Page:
Why It Matters

No small feat for NUS, NTU

In a global ranking released on Tuesday, Singapore's two oldest universities made it into the top 13. The National University of Singapore (NUS) and the Nanyang Technological University (NTU) took the 12th and 13th spots in the World University Ranking.

Last year, the same ranking by London-based education consultancy Quacquarelli Symonds (QS), placed NUS and NTU 22nd and 39th.

QS said it assessed research citation differently this year, to even out a bias created by a large volume of citations from some fields, such as life sciences. But it noted that NUS and NTU would have improved their placings even without the change, as both did well in other areas like academic and employer reputation.

The survey is one of many each year. After the first global ranking - Shanghai Rankings - was published in 2003, others have evaluated universities by region and subjects. Used as global benchmarks, they have been criticised for reasons such as methodologies that may let institutions take shortcuts to raise scores. But despite this, the rankings are not ignored. They play a growing role in governments' higher education funding decisions and even immigration laws in countries such as Denmark.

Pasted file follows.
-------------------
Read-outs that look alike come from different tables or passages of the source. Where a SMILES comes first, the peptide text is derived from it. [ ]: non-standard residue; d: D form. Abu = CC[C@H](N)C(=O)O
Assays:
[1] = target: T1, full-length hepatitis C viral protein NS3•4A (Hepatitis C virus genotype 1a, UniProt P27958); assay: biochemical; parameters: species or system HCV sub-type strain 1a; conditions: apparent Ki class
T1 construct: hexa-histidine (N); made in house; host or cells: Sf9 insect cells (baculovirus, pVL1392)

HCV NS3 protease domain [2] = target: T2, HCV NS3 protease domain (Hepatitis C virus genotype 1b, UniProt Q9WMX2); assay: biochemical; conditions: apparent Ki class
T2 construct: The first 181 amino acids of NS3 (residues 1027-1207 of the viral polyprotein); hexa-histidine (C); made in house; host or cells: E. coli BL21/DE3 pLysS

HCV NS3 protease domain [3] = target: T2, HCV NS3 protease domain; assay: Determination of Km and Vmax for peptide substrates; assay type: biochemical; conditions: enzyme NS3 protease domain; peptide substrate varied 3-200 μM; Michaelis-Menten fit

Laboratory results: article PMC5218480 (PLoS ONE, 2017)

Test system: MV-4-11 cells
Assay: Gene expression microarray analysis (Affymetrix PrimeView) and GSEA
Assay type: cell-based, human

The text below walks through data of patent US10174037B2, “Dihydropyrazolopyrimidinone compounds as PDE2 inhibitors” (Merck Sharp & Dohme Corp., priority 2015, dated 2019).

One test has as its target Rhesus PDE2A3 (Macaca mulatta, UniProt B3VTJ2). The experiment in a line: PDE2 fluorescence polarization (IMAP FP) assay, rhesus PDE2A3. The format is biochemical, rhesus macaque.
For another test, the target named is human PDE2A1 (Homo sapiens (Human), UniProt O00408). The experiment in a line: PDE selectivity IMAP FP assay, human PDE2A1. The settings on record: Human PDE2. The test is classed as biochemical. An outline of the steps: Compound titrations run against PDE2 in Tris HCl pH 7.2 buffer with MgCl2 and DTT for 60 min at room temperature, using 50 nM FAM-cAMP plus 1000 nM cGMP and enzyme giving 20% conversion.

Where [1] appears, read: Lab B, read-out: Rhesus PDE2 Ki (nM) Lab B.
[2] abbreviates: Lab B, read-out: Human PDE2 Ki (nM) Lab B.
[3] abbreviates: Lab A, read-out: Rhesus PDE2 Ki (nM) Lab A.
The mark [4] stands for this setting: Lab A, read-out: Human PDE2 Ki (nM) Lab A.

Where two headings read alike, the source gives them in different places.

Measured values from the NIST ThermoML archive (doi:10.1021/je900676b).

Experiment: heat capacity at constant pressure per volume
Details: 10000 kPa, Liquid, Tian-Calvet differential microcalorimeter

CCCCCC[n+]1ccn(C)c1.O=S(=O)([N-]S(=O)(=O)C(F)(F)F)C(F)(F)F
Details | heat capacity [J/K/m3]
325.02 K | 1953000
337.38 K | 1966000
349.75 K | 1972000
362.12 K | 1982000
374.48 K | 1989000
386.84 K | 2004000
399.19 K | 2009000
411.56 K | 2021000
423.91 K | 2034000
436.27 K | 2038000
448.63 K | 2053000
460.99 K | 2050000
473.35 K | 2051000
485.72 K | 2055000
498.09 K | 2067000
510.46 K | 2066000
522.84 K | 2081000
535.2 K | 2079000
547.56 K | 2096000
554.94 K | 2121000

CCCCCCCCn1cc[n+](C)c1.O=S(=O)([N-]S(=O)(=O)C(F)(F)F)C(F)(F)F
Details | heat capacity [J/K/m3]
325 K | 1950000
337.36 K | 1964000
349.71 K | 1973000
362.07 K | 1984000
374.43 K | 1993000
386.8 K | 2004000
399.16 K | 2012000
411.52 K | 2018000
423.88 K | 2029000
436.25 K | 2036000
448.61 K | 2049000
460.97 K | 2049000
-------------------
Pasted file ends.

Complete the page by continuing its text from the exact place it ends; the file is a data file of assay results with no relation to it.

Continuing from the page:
They also influence partnerships in research and academic programmes, and help to boost the standing of universities among academics.

At a time of higher student mobility, many may consider rankings when choosing where to study.

It is no small feat for NUS and NTU to rank so high. They beat the likes of Yale, Johns Hopkins and King's College London, and are the only ones in Asia to do so. Universities worldwide are racing to attract top talent, and their performance is a testament to the Republic's investment in higher education.

The two have climbed the league tables over the years, and the QS ranking is significant, placing both among the top of a list dominated by Western institutions. This is good for NUS and NTU, as they seek the best researchers, professors and students not just for themselves but also for Singapore.

The results will help to improve their standing in the world, and show that they can hold their own among the best.

A version of this article appeared in the print edition of The Straits Times on September 17, 2015, with the headline 'No small feat for NUS, NTU'. Print Edition | Subscribe